Turf-cutters continue protests
Posted by Admin
by Mick Healy
Protests by the turf-cutters have been continuing over the past several months, while meeting resistance from the 26-county state. Luke Ming Flanagan TD and PRO of the Turf Cutters and Contractors Association has pointed out, for instance, “the turf-cutters are being intimidated by the National Parks and Wildlife Service (NPWS)”. He has likened the turf-cutters’ activities to US black civil rights heroine Rosa Parks stayed seated on the bus and refusing to give up her seat to a white person. “There are occasions that during the tyranny of the state, the law needs to be broken,” Flanagan has noted.
On June 20, over 200 turf cutters were involved in an overnight protest at Clonmoylan Bog near Woodford in Galway, during torrential rain. The protest continued until 4pm the following day, observed by up to 60 police, some in riot gear. The protest arose when turf cutting machinery was seized by the NPWS.
John Dore, PRO for the Kildare Turf Cutters Association, has described the current situation as “totally unsatisfactory since the introduction of the EU Habitats Directive that prevents domestic turf cutters from cutting turf as they have done for hundreds of years”.
Furthermore the National Parks and Wildlife Service came to inspect the Mouds Bog in Rosberry, Co. Kildare, with the police recently and were met by some 25 to 30 angry people. The turf-cutters held a protest with over 300 people standing in silence as Padraig Comerford of the NPWS attempted to carry out various bog inspections. The highlight of the protest was when Comerford fell into a bog hole of rain water and had to be rescued by the turf cutters.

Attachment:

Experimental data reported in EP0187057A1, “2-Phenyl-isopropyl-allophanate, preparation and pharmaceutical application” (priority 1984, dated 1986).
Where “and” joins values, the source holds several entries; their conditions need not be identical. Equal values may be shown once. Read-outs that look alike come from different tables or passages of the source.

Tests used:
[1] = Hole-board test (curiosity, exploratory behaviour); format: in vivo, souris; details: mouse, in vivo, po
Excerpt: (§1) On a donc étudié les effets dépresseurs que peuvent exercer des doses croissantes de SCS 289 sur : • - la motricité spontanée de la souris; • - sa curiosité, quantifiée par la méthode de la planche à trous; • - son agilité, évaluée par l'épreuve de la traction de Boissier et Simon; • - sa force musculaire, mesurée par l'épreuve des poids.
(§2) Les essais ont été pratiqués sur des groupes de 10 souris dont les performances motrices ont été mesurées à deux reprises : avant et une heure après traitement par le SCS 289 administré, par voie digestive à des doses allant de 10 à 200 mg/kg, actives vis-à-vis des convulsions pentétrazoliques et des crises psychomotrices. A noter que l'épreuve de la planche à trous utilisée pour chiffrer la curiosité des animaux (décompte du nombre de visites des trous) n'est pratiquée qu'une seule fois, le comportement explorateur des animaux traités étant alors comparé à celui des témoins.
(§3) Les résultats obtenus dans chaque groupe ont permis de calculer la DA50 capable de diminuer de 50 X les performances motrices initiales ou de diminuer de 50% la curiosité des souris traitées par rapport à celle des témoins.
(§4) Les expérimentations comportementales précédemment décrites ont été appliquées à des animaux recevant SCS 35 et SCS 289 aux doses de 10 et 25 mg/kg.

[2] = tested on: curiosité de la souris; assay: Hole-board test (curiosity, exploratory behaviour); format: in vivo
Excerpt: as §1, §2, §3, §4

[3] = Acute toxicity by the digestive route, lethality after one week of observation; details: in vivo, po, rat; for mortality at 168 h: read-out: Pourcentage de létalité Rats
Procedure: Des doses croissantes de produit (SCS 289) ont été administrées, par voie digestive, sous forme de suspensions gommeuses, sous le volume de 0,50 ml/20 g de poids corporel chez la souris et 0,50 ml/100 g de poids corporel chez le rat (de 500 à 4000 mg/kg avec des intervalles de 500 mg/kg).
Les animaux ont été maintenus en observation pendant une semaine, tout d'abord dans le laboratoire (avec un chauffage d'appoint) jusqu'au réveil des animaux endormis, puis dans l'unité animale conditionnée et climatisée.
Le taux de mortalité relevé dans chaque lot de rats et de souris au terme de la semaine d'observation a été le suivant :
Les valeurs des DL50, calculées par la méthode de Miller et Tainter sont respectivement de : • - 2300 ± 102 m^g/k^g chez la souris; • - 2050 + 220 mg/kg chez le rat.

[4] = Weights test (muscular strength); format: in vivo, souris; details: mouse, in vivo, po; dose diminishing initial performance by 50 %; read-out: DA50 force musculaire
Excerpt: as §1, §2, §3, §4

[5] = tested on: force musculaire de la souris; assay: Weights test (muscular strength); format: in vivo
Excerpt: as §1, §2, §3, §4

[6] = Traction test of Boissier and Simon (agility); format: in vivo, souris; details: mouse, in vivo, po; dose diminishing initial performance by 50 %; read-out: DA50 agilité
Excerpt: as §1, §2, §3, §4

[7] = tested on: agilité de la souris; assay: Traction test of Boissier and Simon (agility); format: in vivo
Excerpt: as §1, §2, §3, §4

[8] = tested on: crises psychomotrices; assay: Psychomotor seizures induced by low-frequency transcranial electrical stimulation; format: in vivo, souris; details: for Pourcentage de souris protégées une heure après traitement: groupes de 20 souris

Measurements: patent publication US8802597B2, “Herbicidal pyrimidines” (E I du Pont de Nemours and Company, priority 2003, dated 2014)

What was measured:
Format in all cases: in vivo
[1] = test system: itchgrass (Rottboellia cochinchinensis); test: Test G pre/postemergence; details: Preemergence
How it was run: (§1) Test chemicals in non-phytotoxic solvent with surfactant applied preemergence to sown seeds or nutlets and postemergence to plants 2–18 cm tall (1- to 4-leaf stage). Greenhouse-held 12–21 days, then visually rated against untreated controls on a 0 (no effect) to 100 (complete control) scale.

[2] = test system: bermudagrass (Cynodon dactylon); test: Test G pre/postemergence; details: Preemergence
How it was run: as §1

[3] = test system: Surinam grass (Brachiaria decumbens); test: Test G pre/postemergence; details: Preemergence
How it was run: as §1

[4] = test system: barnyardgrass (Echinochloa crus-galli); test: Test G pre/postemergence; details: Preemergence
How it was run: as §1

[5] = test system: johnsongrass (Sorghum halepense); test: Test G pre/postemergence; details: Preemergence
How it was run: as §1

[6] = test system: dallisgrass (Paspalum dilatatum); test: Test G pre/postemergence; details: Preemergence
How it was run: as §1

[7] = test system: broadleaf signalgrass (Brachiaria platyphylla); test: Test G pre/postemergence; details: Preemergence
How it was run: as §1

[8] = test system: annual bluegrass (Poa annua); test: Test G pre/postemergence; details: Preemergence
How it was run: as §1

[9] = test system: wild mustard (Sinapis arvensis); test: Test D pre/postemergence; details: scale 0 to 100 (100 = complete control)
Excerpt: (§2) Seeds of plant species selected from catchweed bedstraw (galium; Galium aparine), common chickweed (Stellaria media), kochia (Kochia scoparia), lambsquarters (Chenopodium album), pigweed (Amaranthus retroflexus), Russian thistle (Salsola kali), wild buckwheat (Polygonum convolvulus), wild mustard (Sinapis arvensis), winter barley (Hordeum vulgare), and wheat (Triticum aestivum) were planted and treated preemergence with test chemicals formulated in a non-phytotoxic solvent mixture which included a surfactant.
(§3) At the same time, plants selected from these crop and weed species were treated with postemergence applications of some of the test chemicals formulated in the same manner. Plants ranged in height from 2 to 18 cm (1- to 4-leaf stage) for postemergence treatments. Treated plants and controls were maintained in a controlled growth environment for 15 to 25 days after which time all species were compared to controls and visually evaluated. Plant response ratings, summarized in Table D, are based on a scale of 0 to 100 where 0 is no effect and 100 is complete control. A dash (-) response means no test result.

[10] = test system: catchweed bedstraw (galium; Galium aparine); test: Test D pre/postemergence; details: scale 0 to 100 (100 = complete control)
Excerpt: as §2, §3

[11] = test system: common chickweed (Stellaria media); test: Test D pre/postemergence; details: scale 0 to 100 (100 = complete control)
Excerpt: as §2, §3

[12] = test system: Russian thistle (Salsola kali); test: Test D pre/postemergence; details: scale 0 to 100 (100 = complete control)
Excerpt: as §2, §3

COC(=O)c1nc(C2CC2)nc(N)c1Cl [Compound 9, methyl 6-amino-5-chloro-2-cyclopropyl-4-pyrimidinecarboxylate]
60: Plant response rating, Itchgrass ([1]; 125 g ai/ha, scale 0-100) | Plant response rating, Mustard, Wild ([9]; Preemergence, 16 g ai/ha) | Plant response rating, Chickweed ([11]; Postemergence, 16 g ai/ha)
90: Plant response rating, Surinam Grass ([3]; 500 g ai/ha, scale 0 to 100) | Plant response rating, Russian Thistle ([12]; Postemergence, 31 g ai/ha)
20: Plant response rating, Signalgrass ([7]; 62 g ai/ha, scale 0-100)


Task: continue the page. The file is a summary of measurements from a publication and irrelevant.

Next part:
At the protest 92-year-old Annie Burke read out a statement on behalf of local turf cutter. She said that “NPWS inspections are akin to trespassing on our lands. We did not agree with any laws passed to authorise trespass. It was not debated properly and then passed in the Leinster House. The government said that the issue will be sorted out in a year but the NPWS said it will take three years before we have a solution. We have asked if Mouds Bog can be given the option of limited turf cutting but we are not sure that they will put us forward for consideration. People feel now that they won’t have enough turf for the winter.”
What is more, the authorities have been determined to close all the 53 special Area of Conservation (SAC) bogs including Mouds bog this year and there will be an additional 75 bogs closed by the end of 2013. However, because of the opposition from turf-cutters, the government promised to implement the National Raised Bog Plan. The turf-cutters had hoped there would be no change to current domestic turf cutting until the National Plan was devised and fully implemented. This was not to be, as the government simply reneged on the commitment made to the turf-cutters.
The Dublin Government cannot implement any National Plan unless they have the full cooperation of the communities who own and reside on these same bogs. The turf-cutters will continue to keep the path of communication open but so far there’s no sign that the authorities are interested in doing anything other than obey the EU directives to halt traditional turf cutting.
Posted on August 1, 2012, in Democratic rights - general, Economy and workers' resistance, Irish politics today, Public events - Ireland, Social conditions, Turf cutters, twenty-six counties. Bookmark the permalink. 2 Comments.